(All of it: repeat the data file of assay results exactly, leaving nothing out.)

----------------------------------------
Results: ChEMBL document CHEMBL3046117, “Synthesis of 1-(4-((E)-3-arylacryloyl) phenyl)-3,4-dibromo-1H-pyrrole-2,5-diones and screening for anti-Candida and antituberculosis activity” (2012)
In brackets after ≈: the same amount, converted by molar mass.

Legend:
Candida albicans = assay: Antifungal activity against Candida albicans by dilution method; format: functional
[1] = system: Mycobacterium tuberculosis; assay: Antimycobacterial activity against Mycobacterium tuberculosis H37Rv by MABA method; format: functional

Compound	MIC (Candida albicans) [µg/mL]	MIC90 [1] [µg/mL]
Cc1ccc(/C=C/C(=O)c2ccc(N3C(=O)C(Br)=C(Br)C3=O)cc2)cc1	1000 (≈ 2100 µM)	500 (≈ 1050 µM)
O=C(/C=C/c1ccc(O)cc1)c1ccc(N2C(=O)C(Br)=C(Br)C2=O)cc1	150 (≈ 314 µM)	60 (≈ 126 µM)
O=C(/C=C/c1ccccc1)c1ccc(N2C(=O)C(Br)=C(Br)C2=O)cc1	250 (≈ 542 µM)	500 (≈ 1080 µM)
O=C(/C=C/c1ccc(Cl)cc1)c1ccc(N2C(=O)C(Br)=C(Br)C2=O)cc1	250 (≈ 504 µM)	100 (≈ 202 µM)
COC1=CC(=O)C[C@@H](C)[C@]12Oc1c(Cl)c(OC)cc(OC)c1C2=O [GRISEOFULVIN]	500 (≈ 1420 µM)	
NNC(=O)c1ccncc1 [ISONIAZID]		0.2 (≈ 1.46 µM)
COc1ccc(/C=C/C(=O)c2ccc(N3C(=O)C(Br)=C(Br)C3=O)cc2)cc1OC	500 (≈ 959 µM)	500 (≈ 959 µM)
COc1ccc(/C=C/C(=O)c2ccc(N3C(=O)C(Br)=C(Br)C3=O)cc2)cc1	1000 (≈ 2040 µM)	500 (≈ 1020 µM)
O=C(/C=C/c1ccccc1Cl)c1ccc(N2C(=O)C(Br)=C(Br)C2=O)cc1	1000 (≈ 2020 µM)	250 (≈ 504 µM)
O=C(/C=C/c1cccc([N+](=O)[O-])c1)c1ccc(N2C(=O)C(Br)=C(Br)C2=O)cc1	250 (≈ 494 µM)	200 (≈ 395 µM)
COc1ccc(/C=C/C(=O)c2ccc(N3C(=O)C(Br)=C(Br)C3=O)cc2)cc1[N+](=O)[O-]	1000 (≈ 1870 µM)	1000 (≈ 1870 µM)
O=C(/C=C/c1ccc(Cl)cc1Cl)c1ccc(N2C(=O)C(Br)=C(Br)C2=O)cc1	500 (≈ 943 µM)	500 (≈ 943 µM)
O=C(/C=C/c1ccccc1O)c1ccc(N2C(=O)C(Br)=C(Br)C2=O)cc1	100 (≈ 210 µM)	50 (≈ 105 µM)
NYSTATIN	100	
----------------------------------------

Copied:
Results: ChEMBL document CHEMBL3046117, “Synthesis of 1-(4-((E)-3-arylacryloyl) phenyl)-3,4-dibromo-1H-pyrrole-2,5-diones and screening for anti-Candida and antituberculosis activity” (2012)
In brackets after ≈: the same amount, converted by molar mass.

Legend:
Candida albicans = assay: Antifungal activity against Candida albicans by dilution method; format: functional
[1] = system: Mycobacterium tuberculosis; assay: Antimycobacterial activity against Mycobacterium tuberculosis H37Rv by MABA method; format: functional

Compound	MIC (Candida albicans) [µg/mL]	MIC90 [1] [µg/mL]
Cc1ccc(/C=C/C(=O)c2ccc(N3C(=O)C(Br)=C(Br)C3=O)cc2)cc1	1000 (≈ 2100 µM)	500 (≈ 1050 µM)
O=C(/C=C/c1ccc(O)cc1)c1ccc(N2C(=O)C(Br)=C(Br)C2=O)cc1	150 (≈ 314 µM)	60 (≈ 126 µM)
O=C(/C=C/c1ccccc1)c1ccc(N2C(=O)C(Br)=C(Br)C2=O)cc1	250 (≈ 542 µM)	500 (≈ 1080 µM)
O=C(/C=C/c1ccc(Cl)cc1)c1ccc(N2C(=O)C(Br)=C(Br)C2=O)cc1	250 (≈ 504 µM)	100 (≈ 202 µM)
COC1=CC(=O)C[C@@H](C)[C@]12Oc1c(Cl)c(OC)cc(OC)c1C2=O [GRISEOFULVIN]	500 (≈ 1420 µM)	
NNC(=O)c1ccncc1 [ISONIAZID]		0.2 (≈ 1.46 µM)
COc1ccc(/C=C/C(=O)c2ccc(N3C(=O)C(Br)=C(Br)C3=O)cc2)cc1OC	500 (≈ 959 µM)	500 (≈ 959 µM)
COc1ccc(/C=C/C(=O)c2ccc(N3C(=O)C(Br)=C(Br)C3=O)cc2)cc1	1000 (≈ 2040 µM)	500 (≈ 1020 µM)
O=C(/C=C/c1ccccc1Cl)c1ccc(N2C(=O)C(Br)=C(Br)C2=O)cc1	1000 (≈ 2020 µM)	250 (≈ 504 µM)
O=C(/C=C/c1cccc([N+](=O)[O-])c1)c1ccc(N2C(=O)C(Br)=C(Br)C2=O)cc1	250 (≈ 494 µM)	200 (≈ 395 µM)
COc1ccc(/C=C/C(=O)c2ccc(N3C(=O)C(Br)=C(Br)C3=O)cc2)cc1[N+](=O)[O-]	1000 (≈ 1870 µM)	1000 (≈ 1870 µM)
O=C(/C=C/c1ccc(Cl)cc1Cl)c1ccc(N2C(=O)C(Br)=C(Br)C2=O)cc1	500 (≈ 943 µM)	500 (≈ 943 µM)
O=C(/C=C/c1ccccc1O)c1ccc(N2C(=O)C(Br)=C(Br)C2=O)cc1	100 (≈ 210 µM)	50 (≈ 105 µM)
NYSTATIN	100	